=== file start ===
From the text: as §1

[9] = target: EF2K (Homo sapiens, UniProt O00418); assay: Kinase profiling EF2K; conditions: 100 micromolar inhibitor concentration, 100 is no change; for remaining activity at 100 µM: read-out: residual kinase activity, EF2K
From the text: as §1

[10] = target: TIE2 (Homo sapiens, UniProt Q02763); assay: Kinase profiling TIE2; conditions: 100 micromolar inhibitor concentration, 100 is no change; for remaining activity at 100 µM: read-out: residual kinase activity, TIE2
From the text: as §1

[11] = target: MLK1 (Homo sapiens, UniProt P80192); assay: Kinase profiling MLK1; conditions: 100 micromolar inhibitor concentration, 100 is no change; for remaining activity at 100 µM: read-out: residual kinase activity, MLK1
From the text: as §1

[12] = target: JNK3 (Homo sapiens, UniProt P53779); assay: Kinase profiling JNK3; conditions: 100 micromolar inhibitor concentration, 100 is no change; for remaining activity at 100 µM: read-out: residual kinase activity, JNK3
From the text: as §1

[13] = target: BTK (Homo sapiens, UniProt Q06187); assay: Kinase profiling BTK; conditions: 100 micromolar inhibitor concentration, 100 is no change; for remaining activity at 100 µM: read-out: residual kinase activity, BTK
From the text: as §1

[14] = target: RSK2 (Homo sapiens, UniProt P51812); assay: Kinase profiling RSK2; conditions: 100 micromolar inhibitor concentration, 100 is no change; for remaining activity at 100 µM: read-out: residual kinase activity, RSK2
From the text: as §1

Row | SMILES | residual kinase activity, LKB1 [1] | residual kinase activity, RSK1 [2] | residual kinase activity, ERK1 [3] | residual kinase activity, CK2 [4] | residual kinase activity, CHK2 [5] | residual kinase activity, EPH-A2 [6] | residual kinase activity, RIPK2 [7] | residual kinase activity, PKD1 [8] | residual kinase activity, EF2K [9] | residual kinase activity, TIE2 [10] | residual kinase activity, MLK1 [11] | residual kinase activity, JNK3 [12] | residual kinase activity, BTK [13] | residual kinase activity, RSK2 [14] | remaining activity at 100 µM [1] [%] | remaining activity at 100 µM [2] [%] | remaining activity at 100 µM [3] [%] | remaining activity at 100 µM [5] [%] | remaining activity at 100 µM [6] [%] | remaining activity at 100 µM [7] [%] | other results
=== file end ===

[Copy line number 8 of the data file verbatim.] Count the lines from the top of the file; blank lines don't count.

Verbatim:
[12] = target: JNK3 (Homo sapiens, UniProt P53779); assay: Kinase profiling JNK3; conditions: 100 micromolar inhibitor concentration, 100 is no change; for remaining activity at 100 µM: read-out: residual kinase activity, JNK3